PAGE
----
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Source:McDonald's.

McDonald's (NYSE:MCD) is a popular dividend stock. The fast-food giant has a solid track record of dividend growth over time, and the payout's 3.6% yield looks quite attractive for a big and stable company generating tons of cash flow. On the other hand, sales have stagnated lately, and this puts downward pressure on dividend growth prospects.

Let´s look at two important aspects of McDonald's that dividend stock investors need to keep in mind when considering a position in the company.

McDividends are safe and sustainable
McDonald's started paying dividends in 1976, and the company has raised them every year since then, including a 5% increase announced on Sept. 18. It takes a solid and reliable business to raise dividends over 38 consecutive years.

McDonald's shareholders have been deliciously rewarded as the company expanded its restaurant base around the world through the decades. The company had more than 35,000 restaurants in 119 countries as of the second quarter of 2014.

Size can be a considerable advantage for competitive strength and financial soundness. The company's scale allows McDonald's to obtain convenient prices and conditions from suppliers, which it translates into competitively low prices for many of its offerings. Geographic location is an important competitive factor in the business, and McDonald's has positioned its restaurants in many of the most coveted and transited corners around the planet.

Since McDonald's operates more than 80% of its stores under the franchise model, the business generates solid profit margins and consistent cash flow through good times and bad. Even as the company is generating a lackluster financial performance lately, it is producing more than enough cash to finance dividend payments.

During the first six months of the year, McDonald's generated $3.4 billion in cash flow from operations; the company invested $1.2 billion in capital expenditures, leaving $2.2 billion in free cash flow. Dividend payments required only $1.6 billion during the period, showing that McDonald's is comfortably able to cover those payouts.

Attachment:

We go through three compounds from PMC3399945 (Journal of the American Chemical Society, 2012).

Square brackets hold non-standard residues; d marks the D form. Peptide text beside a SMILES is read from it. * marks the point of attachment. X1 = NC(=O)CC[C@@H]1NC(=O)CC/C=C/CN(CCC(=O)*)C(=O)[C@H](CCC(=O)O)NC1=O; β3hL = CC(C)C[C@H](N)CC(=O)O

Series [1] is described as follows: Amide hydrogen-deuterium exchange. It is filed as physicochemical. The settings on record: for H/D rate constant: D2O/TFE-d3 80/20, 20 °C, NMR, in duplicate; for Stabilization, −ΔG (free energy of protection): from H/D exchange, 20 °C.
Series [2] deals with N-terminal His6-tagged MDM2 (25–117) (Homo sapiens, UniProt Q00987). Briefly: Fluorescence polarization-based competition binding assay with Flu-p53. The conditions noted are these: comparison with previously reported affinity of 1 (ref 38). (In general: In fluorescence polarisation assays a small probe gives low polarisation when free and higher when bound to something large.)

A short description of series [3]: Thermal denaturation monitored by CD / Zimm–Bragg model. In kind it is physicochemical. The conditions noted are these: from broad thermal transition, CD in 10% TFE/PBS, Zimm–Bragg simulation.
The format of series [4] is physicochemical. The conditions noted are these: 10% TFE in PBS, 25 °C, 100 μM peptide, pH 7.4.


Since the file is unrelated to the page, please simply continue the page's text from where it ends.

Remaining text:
No more supersized dividend growth
On the other hand, dividend growth has materially slowed in recent years, probably due to stagnant sales growth. Even if the business is generating sufficient cash flow, management is taking the safe road by keeping dividend growth at moderate levels. 

Year 2009 2010 2011 2012 2013 2014
Dividend growth 10% 11% 15% 10% 5% 5%

Data source. McDonald's.

Consumers today are paying more attention to the health implications of the food and drinks they consume, and McDonald's is clearly on the wrong side of that trend. The company is trying to accelerate growth via product innovation and more sophisticated menu offerings, but this is not generating the desired results so far. Making matters worse, service quality and speed have suffered due to increased complexity in the menu, so McDonald´s has gone from bad to worse lately. 

While most traditional fast-food chains are also facing considerable headwinds, fast-casual player Chipotle Mexican Grill (NYSE:CMG) is generating explosive growth rates and proving that customers will pay a few extra dollars for higher-quality food made with fresher ingredients and superior ecological and sustainability standards.

Chipotle seems to be attracting many of the consumers who are losing their appetite for Big Macs: The company has delivered a truly explosive growth rate of 19.3% annually through the last five years. In the last quarter, sales grew at a spicy 28.6% on the back of a 17.3% increase in comparable sales.

With only 1,681 restaurants, Chipotle is considerably smaller than McDonald's, so the comparison is not entirely fair. However, the performance gap between the two companies is quite astonishing: McDonald's recently announced that global comparable sales declined 3.7% in August, while comparable sales in the U.S. fell 2.8%.

Until McDonald's finds a viable strategy to reverse the decline in sales, dividend growth will most likely remain subdued. After all, growing dividends need to be financed with increasing sales and cash flow in the long term, and McDonald's seems to be really stuck in that department.

Key takeaway
McDonald's pays a generous dividend yield, and those payments are certainly sustainable in the medium term. However, stagnant sales are a serious drawback for investors in the fast-food giant, since dividend growth will remain under pressure until sales rise

Andrés Cardenal has no position in any stocks mentioned. The Motley Fool recommends Chipotle Mexican Grill and McDonald's. The Motley Fool owns shares of Chipotle Mexican Grill. Try any of our Foolish newsletter services free for 30 days. We Fools may not all hold the same opinions, but we all believe that considering a diverse range of insights makes us better investors. The Motley Fool has a disclosure policy.